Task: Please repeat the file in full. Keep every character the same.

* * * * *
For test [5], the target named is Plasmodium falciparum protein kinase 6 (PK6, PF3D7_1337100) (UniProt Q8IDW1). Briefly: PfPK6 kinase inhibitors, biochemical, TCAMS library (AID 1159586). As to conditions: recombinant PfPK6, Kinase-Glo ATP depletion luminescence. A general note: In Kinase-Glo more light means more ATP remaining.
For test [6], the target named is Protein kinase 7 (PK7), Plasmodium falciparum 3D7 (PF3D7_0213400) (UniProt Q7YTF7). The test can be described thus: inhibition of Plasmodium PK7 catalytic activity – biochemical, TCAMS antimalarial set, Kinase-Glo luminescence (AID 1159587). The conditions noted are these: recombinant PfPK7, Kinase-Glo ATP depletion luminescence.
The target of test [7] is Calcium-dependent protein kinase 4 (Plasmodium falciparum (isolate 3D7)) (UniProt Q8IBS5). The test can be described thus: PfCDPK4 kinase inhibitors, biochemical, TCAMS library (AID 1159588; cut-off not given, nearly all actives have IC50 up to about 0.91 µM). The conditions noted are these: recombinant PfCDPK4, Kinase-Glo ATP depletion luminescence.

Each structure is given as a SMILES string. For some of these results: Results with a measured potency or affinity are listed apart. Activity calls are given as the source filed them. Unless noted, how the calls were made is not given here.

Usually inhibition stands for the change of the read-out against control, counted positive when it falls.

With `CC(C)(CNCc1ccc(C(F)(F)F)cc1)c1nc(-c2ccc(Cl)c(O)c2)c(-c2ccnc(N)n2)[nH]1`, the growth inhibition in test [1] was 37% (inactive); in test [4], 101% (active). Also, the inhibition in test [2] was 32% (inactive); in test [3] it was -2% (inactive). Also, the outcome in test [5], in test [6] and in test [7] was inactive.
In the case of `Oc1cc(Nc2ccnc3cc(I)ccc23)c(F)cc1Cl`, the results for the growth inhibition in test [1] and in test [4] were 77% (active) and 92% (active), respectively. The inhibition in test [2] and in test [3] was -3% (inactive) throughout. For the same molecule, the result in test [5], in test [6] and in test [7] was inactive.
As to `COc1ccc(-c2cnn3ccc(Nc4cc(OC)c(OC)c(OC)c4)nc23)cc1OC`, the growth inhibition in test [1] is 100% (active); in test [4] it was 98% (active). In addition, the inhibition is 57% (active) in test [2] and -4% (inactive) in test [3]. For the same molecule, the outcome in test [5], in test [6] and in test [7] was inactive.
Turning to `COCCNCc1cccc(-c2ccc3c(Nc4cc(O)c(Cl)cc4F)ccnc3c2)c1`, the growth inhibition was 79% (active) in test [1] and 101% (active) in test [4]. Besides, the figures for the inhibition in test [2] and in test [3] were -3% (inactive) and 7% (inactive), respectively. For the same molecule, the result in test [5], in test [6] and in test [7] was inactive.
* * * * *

For test [5], the target named is Plasmodium falciparum protein kinase 6 (PK6, PF3D7_1337100) (UniProt Q8IDW1). Briefly: PfPK6 kinase inhibitors, biochemical, TCAMS library (AID 1159586). As to conditions: recombinant PfPK6, Kinase-Glo ATP depletion luminescence. A general note: In Kinase-Glo more light means more ATP remaining.
For test [6], the target named is Protein kinase 7 (PK7), Plasmodium falciparum 3D7 (PF3D7_0213400) (UniProt Q7YTF7). The test can be described thus: inhibition of Plasmodium PK7 catalytic activity – biochemical, TCAMS antimalarial set, Kinase-Glo luminescence (AID 1159587). The conditions noted are these: recombinant PfPK7, Kinase-Glo ATP depletion luminescence.
The target of test [7] is Calcium-dependent protein kinase 4 (Plasmodium falciparum (isolate 3D7)) (UniProt Q8IBS5). The test can be described thus: PfCDPK4 kinase inhibitors, biochemical, TCAMS library (AID 1159588; cut-off not given, nearly all actives have IC50 up to about 0.91 µM). The conditions noted are these: recombinant PfCDPK4, Kinase-Glo ATP depletion luminescence.

Each structure is given as a SMILES string. For some of these results: Results with a measured potency or affinity are listed apart. Activity calls are given as the source filed them. Unless noted, how the calls were made is not given here.

Usually inhibition stands for the change of the read-out against control, counted positive when it falls.

With `CC(C)(CNCc1ccc(C(F)(F)F)cc1)c1nc(-c2ccc(Cl)c(O)c2)c(-c2ccnc(N)n2)[nH]1`, the growth inhibition in test [1] was 37% (inactive); in test [4], 101% (active). Also, the inhibition in test [2] was 32% (inactive); in test [3] it was -2% (inactive). Also, the outcome in test [5], in test [6] and in test [7] was inactive.
In the case of `Oc1cc(Nc2ccnc3cc(I)ccc23)c(F)cc1Cl`, the results for the growth inhibition in test [1] and in test [4] were 77% (active) and 92% (active), respectively. The inhibition in test [2] and in test [3] was -3% (inactive) throughout. For the same molecule, the result in test [5], in test [6] and in test [7] was inactive.
As to `COc1ccc(-c2cnn3ccc(Nc4cc(OC)c(OC)c(OC)c4)nc23)cc1OC`, the growth inhibition in test [1] is 100% (active); in test [4] it was 98% (active). In addition, the inhibition is 57% (active) in test [2] and -4% (inactive) in test [3]. For the same molecule, the outcome in test [5], in test [6] and in test [7] was inactive.
Turning to `COCCNCc1cccc(-c2ccc3c(Nc4cc(O)c(Cl)cc4F)ccnc3c2)c1`, the growth inhibition was 79% (active) in test [1] and 101% (active) in test [4]. Besides, the figures for the inhibition in test [2] and in test [3] were -3% (inactive) and 7% (inactive), respectively. For the same molecule, the result in test [5], in test [6] and in test [7] was inactive.